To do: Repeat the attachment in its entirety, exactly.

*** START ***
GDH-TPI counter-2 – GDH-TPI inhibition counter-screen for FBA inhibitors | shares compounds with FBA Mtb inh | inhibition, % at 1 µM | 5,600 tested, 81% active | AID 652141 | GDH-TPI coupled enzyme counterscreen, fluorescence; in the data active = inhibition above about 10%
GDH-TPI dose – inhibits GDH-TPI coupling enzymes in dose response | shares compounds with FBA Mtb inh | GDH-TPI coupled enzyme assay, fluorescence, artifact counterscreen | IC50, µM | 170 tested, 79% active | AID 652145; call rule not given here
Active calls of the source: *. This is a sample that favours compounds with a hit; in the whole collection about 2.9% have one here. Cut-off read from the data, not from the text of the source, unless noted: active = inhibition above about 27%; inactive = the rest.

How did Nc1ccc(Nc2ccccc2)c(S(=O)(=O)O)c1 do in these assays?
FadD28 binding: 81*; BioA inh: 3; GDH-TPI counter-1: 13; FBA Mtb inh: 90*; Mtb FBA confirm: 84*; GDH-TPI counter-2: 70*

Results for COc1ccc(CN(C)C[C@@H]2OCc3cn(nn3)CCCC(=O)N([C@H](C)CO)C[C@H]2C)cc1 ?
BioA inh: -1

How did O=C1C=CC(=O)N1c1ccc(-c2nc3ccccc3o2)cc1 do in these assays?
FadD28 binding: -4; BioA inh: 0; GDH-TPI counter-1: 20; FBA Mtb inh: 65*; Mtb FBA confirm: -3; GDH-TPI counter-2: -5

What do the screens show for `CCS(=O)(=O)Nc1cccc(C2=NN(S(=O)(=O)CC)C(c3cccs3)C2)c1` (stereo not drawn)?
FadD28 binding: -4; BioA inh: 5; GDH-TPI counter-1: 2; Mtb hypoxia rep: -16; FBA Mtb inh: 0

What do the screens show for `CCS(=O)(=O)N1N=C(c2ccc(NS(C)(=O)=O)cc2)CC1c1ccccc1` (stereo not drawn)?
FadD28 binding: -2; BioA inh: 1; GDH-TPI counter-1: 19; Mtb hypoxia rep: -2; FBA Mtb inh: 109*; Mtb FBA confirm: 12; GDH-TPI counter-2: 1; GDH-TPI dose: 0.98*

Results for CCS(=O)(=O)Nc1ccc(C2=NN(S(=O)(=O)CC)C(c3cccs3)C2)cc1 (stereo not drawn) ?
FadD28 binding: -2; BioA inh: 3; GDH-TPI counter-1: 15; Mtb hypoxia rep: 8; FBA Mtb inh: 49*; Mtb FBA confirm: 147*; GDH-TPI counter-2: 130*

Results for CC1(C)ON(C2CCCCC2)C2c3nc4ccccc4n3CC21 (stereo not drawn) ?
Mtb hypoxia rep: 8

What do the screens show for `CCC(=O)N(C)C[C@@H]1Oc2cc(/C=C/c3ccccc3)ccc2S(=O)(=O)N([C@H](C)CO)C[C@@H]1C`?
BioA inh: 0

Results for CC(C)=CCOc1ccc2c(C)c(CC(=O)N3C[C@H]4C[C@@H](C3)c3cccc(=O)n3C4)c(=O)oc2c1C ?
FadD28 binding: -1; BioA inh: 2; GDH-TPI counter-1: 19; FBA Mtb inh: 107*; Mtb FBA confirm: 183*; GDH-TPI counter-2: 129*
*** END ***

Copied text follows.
GDH-TPI counter-2 – GDH-TPI inhibition counter-screen for FBA inhibitors | shares compounds with FBA Mtb inh | inhibition, % at 1 µM | 5,600 tested, 81% active | AID 652141 | GDH-TPI coupled enzyme counterscreen, fluorescence; in the data active = inhibition above about 10%
GDH-TPI dose – inhibits GDH-TPI coupling enzymes in dose response | shares compounds with FBA Mtb inh | GDH-TPI coupled enzyme assay, fluorescence, artifact counterscreen | IC50, µM | 170 tested, 79% active | AID 652145; call rule not given here
Active calls of the source: *. This is a sample that favours compounds with a hit; in the whole collection about 2.9% have one here. Cut-off read from the data, not from the text of the source, unless noted: active = inhibition above about 27%; inactive = the rest.

How did Nc1ccc(Nc2ccccc2)c(S(=O)(=O)O)c1 do in these assays?
FadD28 binding: 81*; BioA inh: 3; GDH-TPI counter-1: 13; FBA Mtb inh: 90*; Mtb FBA confirm: 84*; GDH-TPI counter-2: 70*

Results for COc1ccc(CN(C)C[C@@H]2OCc3cn(nn3)CCCC(=O)N([C@H](C)CO)C[C@H]2C)cc1 ?
BioA inh: -1

How did O=C1C=CC(=O)N1c1ccc(-c2nc3ccccc3o2)cc1 do in these assays?
FadD28 binding: -4; BioA inh: 0; GDH-TPI counter-1: 20; FBA Mtb inh: 65*; Mtb FBA confirm: -3; GDH-TPI counter-2: -5

What do the screens show for `CCS(=O)(=O)Nc1cccc(C2=NN(S(=O)(=O)CC)C(c3cccs3)C2)c1` (stereo not drawn)?
FadD28 binding: -4; BioA inh: 5; GDH-TPI counter-1: 2; Mtb hypoxia rep: -16; FBA Mtb inh: 0

What do the screens show for `CCS(=O)(=O)N1N=C(c2ccc(NS(C)(=O)=O)cc2)CC1c1ccccc1` (stereo not drawn)?
FadD28 binding: -2; BioA inh: 1; GDH-TPI counter-1: 19; Mtb hypoxia rep: -2; FBA Mtb inh: 109*; Mtb FBA confirm: 12; GDH-TPI counter-2: 1; GDH-TPI dose: 0.98*

Results for CCS(=O)(=O)Nc1ccc(C2=NN(S(=O)(=O)CC)C(c3cccs3)C2)cc1 (stereo not drawn) ?
FadD28 binding: -2; BioA inh: 3; GDH-TPI counter-1: 15; Mtb hypoxia rep: 8; FBA Mtb inh: 49*; Mtb FBA confirm: 147*; GDH-TPI counter-2: 130*

Results for CC1(C)ON(C2CCCCC2)C2c3nc4ccccc4n3CC21 (stereo not drawn) ?
Mtb hypoxia rep: 8

What do the screens show for `CCC(=O)N(C)C[C@@H]1Oc2cc(/C=C/c3ccccc3)ccc2S(=O)(=O)N([C@H](C)CO)C[C@@H]1C`?
BioA inh: 0

Results for CC(C)=CCOc1ccc2c(C)c(CC(=O)N3C[C@H]4C[C@@H](C3)c3cccc(=O)n3C4)c(=O)oc2c1C ?
FadD28 binding: -1; BioA inh: 2; GDH-TPI counter-1: 19; FBA Mtb inh: 107*; Mtb FBA confirm: 183*; GDH-TPI counter-2: 129*